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forward thinking cholent recipes

there is not much more old school hymish than cholent what does everybody think we can add to our cholent to jazz it up and make it more modern? looking for easy home ideas.

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  1. All I can offer here is the Cuban-style cholent I tried to make a few years ago. I will not repeat that mistake again.

    1 Reply
    1. re: rockycat

      I've done Cuban-style pretty successfully. More of a black-bean stew than a cholent. We smoke our own short ribs and add to the mix. Great served with rice.

    2. Take out the potatoes. Add chili powder.

      1. As per my post above we do a fair amount of smoking. In addition to smoked short ribs, smoked turkey legs add a nice kick to a regular cholent. Also there's been a resurgence in Kosher sausage varieties recently, many of which will add flavor and variety to cholent. Neshama has a couple of beef & lamb sausages that you can add to any recipe in large chunks. The Jack's are okay but they are more like flavored hot dogs than true sausage. In Chicago we are lucky enough to have some good sausage options from Romanian.

        1 Reply
        1. re: ferret

          Smoked turkey thigh is even better in cholent.

        2. People dont vary their recipe much after they perfect their blend, but there are little things that you could do.
          1. Add Marrow Bones if you dont already. Alternatively you could also use ribs,they impart a different more beefy flavor.
          2. Change up the spices. Keep the base (garlic, chopped onion, paprika, chili powder), and add curry / cumin / mustard seed / and a drop of ground red pepper.
          3. A little sweetness is good to offset the chili, I started using light brown sugar, it has a deeper flavor than other sugars.

          1. Ugh, that reminds me. I am having the NCSY crowd over for oneg Friday night. That means I need to put my cholent up tonight so it will be ready by 9 pm. It's an NCSY thing. Personally the thought of eating cholent for dessert sounds revolting.

            14 Replies
            1. re: SoCal Mother

              I find the thought of eating most cholent revolting. But that's a personal thing. :-)

              Good luck with the horde.

              1. re: rockycat

                It's 7 am. I am getting dressed for work and getting my son up for school and MY WHOLE HOUSE SMELLS OF CHOLENT. That's just plain weird.

                PS To CW Silverberg, I am sorry for hijacking your thread. I really do make very good cholent, just not very "forward thinking." My trick is to add much more water than most folks would do and then run the crockpot on high. Otherwise it's just the usual blend of potatoes, short ribs, onions, barley, (optional) red beans and lots of cumin. To serve it for NCSY, start it Thursday evening...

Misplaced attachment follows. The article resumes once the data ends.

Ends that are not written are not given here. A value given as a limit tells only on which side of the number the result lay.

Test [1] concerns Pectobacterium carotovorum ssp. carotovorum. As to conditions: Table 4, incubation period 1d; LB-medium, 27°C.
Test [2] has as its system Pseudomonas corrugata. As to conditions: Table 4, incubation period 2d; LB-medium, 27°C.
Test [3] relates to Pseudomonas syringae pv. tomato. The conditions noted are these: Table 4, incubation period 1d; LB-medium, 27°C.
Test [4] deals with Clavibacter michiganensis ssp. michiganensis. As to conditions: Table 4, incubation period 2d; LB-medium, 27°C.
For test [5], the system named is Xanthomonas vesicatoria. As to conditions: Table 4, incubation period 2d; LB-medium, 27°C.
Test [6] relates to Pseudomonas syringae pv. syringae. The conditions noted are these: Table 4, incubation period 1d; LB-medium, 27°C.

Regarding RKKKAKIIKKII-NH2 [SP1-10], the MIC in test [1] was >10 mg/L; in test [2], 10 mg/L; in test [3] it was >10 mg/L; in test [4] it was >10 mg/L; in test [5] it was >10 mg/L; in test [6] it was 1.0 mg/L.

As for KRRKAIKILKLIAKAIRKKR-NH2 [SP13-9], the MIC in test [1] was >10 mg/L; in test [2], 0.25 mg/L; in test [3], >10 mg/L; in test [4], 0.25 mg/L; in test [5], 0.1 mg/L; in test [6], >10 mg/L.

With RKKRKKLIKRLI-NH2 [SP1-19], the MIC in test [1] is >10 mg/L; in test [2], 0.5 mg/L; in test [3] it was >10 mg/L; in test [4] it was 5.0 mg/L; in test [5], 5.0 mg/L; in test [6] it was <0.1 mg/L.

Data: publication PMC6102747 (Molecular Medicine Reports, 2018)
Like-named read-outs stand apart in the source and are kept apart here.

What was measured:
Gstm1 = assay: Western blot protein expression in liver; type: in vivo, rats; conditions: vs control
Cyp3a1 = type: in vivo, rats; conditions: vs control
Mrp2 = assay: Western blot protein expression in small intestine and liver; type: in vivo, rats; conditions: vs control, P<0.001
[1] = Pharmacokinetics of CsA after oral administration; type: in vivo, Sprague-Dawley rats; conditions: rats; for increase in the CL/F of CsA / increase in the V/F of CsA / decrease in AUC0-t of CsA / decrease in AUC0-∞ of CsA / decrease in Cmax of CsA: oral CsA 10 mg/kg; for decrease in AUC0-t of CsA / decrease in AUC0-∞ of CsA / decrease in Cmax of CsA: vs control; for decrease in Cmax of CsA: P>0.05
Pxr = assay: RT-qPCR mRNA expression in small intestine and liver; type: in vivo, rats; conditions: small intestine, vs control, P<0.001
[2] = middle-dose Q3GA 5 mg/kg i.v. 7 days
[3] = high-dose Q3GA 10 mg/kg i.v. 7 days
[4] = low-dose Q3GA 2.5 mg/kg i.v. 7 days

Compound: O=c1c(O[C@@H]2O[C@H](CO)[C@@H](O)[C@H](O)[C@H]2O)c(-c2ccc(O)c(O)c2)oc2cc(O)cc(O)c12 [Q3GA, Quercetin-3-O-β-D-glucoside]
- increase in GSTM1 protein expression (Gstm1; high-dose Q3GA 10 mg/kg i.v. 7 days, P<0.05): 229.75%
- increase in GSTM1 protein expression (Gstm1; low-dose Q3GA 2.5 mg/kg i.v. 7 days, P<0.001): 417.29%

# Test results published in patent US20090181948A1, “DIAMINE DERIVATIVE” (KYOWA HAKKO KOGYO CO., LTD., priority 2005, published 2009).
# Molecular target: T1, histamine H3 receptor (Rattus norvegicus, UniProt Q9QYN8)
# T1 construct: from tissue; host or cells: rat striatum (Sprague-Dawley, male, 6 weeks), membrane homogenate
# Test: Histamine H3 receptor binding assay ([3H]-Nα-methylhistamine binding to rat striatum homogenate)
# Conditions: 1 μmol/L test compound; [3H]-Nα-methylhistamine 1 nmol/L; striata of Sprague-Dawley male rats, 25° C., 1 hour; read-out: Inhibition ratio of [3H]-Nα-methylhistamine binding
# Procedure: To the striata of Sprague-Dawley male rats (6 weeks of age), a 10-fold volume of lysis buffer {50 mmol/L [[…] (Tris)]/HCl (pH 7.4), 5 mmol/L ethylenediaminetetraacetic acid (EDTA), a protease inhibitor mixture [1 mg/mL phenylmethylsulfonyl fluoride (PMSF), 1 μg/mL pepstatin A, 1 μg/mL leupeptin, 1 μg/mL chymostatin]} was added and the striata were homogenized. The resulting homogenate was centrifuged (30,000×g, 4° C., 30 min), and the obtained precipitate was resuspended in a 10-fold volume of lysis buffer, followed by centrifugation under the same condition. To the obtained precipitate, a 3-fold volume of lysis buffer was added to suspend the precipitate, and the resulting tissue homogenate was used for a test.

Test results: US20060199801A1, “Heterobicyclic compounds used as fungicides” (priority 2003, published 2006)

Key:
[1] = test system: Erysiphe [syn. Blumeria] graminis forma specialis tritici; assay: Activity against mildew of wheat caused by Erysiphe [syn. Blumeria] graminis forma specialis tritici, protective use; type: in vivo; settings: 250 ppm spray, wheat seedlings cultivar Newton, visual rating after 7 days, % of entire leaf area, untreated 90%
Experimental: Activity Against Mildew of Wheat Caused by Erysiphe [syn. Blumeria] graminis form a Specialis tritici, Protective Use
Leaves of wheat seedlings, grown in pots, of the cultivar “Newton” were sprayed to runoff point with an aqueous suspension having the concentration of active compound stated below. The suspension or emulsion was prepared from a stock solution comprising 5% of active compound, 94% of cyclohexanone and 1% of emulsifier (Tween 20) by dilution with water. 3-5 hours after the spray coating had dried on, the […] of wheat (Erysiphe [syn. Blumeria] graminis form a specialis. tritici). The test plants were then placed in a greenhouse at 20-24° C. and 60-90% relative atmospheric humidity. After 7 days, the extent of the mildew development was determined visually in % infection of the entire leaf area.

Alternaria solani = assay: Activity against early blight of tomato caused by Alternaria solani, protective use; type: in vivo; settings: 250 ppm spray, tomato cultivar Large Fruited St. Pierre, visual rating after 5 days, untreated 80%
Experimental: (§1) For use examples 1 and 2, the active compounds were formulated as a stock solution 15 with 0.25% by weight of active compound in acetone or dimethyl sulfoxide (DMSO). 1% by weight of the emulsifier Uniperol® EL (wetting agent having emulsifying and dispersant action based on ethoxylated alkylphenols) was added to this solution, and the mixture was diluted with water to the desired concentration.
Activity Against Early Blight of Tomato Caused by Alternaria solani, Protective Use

1. re: SoCal Mother

                  thanks for keeping the post going this is great, but im looking for more forward thinking like a lamb curry/coconut milk based cholent. how well would it stand up in a crockpot cokking on low for twenty hours? any other ideas?

                  1. re: cwsilverberg

                    How about a tagine with the couscous already in there?

                    1. re: cwsilverberg

                      I have never tried to do a coconut based cholent but these are the things I would look out for:
                      Coconut milk does not do well when cooked with other fats or acids. they wont emulsify so the sauce might look separated. I wouldnt use a marrow bone or kishka when making this cholent. It also doesnt do well with long cooking periods. You might have to add a little more at the end to brighten the dish, in color and flavor.
                      I would use coconut milk in the liquid as a component, maybe supplement it with water, stock, etc, keeping in mind i will add a little coconut milk at the end. Any citrus zest, lemongrass, ginger (not too much, spicy) etc will go well with the coconut.
                      With regard to a forward thinking cholent as a topic, while I am a slave to the classic when it comes to cholent ( I like a creamy barlye based cholent, low and slow, no cumin..ugh), using a different grain besides barley such as quinoia or maybe a wheatberry feels like the way to go. The liquid needs far all grains will be different, just make sure it is nice and creamy.

                      1. re: KosherChef

                        Had a Rebbe growing up who, being ahead of his time, served a "deconstructed" cholent, with only the meat and potatoes cooked together overnight and the barley, beans and other mix-ins served in separate bowls at the table, so everyone could set their own proportions. No reason you couldn't employ this methodology to more unconventional preparations.

                        1. re: ferret

                          We sometimes replace the beef with lamb neck bones. Comes out great. We also dont use any beans as my wife is allergic, so its barley, potatoes and onions, and whatever seasoning my wife puts in.

                          1. re: ferret